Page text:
Lumber prices are nearing all-time lows but could be headed for a rebound, executive says. ‘We are extremely, extremely cheap’



After dipping below post-pandemic lows this past week, inflation-adjusted lumber prices are approaching their all-time lows and are 20%-30% below production costs, according to Sherwood Lumber COO Kyle Little.

Prices for the key construction material went on a wild ride during the pandemic and after, soaring as high as $1,514 per thousand board feet in May 2021 as housing starts surged, then crashing in 2022 and hitting a low in early 2023.

A rebound started to build momentum last year and into early this year, but prices began tumbling again in March and were last trading around $450 on the Chicago Mercantile Exchange.

“We are extremely, extremely cheap relative to the past,” Little told CNBC on Friday. “There is room to go lower, no doubt about it.”

In fact, prices undercut their early-2023 lows over the past week but bounced back about 3%-4% from those levels, he added. “Maybe we’ve started to recognize that this has finally capitulated and prices are ready to do something else.”

Lumber tends to lead other construction materials and will be first to go down and first to recover, according to Little, who sees a bear market rally ahead.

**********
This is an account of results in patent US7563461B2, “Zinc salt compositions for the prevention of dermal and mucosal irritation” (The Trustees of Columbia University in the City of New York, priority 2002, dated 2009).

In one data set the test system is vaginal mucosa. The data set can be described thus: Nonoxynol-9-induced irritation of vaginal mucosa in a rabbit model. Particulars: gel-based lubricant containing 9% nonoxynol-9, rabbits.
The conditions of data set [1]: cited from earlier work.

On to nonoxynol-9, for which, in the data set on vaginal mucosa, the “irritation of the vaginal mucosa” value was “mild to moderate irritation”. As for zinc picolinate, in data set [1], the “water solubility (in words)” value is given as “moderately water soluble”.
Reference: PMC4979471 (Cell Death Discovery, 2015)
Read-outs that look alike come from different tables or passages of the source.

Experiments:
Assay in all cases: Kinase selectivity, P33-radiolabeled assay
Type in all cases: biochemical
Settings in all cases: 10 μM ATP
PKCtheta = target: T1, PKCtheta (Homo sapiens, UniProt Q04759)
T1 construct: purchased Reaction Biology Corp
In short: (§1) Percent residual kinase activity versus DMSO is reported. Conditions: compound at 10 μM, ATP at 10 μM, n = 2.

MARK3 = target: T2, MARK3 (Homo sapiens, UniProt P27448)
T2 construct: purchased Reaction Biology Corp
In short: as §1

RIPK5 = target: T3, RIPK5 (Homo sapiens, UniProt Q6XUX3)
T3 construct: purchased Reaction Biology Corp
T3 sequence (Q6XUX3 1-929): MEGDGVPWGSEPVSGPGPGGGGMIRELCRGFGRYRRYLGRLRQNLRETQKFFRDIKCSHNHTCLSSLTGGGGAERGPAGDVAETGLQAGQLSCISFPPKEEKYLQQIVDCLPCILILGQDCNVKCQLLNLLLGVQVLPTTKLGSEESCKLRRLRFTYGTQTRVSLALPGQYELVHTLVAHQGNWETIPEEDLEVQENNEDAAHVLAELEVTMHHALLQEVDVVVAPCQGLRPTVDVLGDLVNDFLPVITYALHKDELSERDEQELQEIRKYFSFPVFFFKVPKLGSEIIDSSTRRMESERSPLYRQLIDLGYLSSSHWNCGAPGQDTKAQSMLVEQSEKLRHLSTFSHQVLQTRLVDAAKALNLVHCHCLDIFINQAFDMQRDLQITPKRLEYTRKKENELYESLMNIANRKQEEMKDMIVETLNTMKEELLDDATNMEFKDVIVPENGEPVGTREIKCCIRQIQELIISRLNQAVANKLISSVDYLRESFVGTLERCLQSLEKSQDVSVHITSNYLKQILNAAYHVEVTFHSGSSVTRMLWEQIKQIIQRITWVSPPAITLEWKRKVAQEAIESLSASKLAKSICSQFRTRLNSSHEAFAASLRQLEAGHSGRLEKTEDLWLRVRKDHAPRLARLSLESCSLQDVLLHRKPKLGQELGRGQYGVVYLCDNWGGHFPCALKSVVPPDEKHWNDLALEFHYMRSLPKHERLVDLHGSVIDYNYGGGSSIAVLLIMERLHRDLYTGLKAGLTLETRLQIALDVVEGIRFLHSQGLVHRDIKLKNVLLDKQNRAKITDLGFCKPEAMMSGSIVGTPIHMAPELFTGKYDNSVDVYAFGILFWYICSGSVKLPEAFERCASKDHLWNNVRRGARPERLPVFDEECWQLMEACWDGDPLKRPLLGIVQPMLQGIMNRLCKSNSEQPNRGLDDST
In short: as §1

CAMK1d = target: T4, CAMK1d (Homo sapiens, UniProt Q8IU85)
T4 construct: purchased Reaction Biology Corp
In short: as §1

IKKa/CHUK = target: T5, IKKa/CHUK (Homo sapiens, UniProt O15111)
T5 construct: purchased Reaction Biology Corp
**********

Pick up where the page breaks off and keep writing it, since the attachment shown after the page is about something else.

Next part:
Lumber prices have been falling this year as overall weak demand in the housing market has kept construction activity subdued.

Last month, data on housing starts showed that construction on new homes fell 5.5% in May to hit the lowest level since June 2020, when the pandemic sent the homebuilding sector reeling. Permits, an indicator of future construction, also fell as high interest rates weighed on housing demand.

Meanwhile, the supply side of the equation has been even more out of whack. After lumber prices surged in 2021 and 2022, the industry began investing to increase production. But because it takes years to bring new sawmills on line, a lot of the lumber supply that was commissioned back then is just now coming to market.

“It’s a classic bullwhip,” Dustin Jalbert, a senior economist who leads Fastmarkets’ wood products team, told Fortune earlier. “The supply side [responds] in a like manner to demand, and by the time it comes to the market that demand picture is already changed—and in this case in a negative way.”

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